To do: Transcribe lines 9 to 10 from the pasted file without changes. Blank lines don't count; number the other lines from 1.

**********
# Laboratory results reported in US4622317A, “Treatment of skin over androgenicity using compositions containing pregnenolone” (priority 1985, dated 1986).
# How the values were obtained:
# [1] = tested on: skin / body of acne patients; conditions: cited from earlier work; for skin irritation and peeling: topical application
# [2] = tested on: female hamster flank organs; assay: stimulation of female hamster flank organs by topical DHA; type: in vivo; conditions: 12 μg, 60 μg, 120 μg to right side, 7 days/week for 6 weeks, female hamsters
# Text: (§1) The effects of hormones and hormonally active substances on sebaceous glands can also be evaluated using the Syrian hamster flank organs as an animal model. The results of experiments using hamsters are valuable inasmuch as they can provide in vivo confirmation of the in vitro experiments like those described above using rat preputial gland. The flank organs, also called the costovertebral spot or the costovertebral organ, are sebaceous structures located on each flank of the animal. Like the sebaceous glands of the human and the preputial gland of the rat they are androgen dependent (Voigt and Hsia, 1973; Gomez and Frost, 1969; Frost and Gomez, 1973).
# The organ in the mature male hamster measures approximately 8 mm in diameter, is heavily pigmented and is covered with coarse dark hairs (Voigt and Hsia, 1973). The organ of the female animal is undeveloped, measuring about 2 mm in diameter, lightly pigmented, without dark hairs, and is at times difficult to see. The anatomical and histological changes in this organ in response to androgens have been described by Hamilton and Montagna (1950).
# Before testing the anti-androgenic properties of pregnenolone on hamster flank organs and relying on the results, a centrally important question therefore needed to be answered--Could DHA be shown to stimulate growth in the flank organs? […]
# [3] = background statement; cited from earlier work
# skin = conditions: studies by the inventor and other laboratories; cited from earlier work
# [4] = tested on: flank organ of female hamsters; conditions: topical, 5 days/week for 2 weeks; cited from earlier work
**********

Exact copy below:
# skin = conditions: studies by the inventor and other laboratories; cited from earlier work
# [4] = tested on: flank organ of female hamsters; conditions: topical, 5 days/week for 2 weeks; cited from earlier work